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The critic who found the Codex Sinaiticus

18 September 2015

John Court reads a first-person account of how a great 19th-century discovery was made, with a new introduction

Constantine Tischendorf: The life and work of a 19th century Bible hunter
Stanley E. Porter
Bloomsbury £16.99
Church Times Bookshop £15.30 (Use code CT894)


THE year 2015 provides another significant anniversary — the bicentenary of the birth of Constantine Tischendorf on 18 January 1815 at Lengenfeld, south of Leipzig, in Germany. He was to be a pioneer of biblical text criticism, a Bible expert who became a Bible-hunter, searching for earlier manuscripts to reinforce the reliability of the Early Christian message.

His prime discovery — at St Catherine’s Monastery, Sinai, made between 1844 and 1859 — was the fourth-century text of the majority of the Bible, now known as Codex Sinaiticus. The readings of this text, incorporated in the English Revised Version, stimulated no small controversy, for example on the ending of St Mark’s Gospel.

On my bookshelf is a shabby paperback, published in January 1934, Codex Sinaiticus by Dr C. Tischendorf, who is described on the cover as “the discoverer of the Ancient Biblical Manuscript purchased by the British Museum for £100,000”. (Ownership of the Codex had been transferred to the Russian Tsar in 1868. The manuscript was eventually bought by Britain in 1933.)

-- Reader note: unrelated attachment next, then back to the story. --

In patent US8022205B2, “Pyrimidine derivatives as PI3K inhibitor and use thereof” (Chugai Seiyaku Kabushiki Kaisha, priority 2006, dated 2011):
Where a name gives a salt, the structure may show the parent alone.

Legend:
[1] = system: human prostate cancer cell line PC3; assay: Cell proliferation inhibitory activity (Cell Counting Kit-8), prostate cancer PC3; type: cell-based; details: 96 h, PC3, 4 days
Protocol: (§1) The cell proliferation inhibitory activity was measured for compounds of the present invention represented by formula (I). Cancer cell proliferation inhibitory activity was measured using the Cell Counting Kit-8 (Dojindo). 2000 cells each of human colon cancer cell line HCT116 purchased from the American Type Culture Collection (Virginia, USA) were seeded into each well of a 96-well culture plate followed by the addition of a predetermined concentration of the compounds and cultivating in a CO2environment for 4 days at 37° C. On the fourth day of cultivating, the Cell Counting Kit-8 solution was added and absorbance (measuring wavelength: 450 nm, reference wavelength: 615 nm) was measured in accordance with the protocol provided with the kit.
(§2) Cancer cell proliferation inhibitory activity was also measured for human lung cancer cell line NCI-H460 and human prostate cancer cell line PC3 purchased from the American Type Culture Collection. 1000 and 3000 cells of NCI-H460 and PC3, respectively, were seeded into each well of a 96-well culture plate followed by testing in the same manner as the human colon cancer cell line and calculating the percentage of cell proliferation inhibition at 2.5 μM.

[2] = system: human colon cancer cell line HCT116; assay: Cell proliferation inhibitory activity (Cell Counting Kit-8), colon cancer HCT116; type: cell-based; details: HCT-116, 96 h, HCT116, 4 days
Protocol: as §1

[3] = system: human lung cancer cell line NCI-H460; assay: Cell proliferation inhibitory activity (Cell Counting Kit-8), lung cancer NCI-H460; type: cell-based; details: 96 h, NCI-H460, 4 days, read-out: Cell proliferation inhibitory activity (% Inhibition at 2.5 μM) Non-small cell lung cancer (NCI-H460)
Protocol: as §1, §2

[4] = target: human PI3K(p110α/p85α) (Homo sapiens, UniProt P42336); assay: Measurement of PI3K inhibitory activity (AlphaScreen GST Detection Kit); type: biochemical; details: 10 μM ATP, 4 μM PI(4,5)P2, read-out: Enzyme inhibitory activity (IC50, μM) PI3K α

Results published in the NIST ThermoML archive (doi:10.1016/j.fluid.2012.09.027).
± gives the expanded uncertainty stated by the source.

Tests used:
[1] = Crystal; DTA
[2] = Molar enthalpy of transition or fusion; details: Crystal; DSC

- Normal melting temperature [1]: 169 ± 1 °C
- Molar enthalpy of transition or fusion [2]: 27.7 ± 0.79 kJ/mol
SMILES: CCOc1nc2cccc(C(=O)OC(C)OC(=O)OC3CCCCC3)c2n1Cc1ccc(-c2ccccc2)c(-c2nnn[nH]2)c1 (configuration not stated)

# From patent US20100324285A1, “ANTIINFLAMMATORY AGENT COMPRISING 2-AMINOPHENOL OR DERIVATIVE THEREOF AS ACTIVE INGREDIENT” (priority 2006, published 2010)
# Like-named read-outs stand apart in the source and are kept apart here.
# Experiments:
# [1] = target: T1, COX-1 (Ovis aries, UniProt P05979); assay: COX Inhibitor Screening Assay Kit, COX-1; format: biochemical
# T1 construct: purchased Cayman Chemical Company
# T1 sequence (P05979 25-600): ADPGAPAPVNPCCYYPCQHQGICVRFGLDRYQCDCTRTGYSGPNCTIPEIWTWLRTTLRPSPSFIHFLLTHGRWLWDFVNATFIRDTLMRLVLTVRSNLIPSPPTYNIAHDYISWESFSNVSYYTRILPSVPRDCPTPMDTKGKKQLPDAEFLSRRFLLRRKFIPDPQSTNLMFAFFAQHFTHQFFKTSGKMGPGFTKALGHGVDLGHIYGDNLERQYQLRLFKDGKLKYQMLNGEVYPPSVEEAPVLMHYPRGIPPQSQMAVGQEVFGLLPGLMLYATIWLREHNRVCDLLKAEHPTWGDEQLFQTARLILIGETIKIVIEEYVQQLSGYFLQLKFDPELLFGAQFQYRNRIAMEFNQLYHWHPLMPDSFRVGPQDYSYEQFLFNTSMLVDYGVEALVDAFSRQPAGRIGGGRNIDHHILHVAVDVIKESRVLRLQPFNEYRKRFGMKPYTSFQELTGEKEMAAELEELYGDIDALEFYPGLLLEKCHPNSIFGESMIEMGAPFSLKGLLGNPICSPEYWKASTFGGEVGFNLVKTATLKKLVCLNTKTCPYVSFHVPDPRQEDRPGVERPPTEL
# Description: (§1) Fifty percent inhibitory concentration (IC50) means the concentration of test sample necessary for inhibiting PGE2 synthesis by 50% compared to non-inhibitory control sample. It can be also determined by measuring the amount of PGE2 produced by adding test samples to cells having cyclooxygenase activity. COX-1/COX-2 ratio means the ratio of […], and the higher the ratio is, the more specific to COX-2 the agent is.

My paperback contained the graphic account of his quest in Tischendorf’s own words, the frustrations, and the ultimate success.

It is this account that Stanley Porter has rescued for today’s readers, forming 63 pages of this present book. Porter is a specialist in textual criticism, and an enthusiastic promoter of Tischendorf’s achievement, to the benefit of numerous students. He is also the proud owner of one of the original facsimile editions of Sinaiticus (for which Tischendorf from his own expertise carefully created a special type, and selected the best paper).

Porter provides 110 pages of detailed introduction to the life and work of Tischendorf, as well as the background to this narrative of the search, and also a selected bibliography. He tackles controversial issues, such as the treatment of the Sinai monks.

It is interesting to compare this with D. C. Parker’s book on Codex Sinaiticus, published for the British Library in 2010.


Dr John Court is Honorary Senior Research Fellow in Biblical Studies at the University of Kent, Canterbury.

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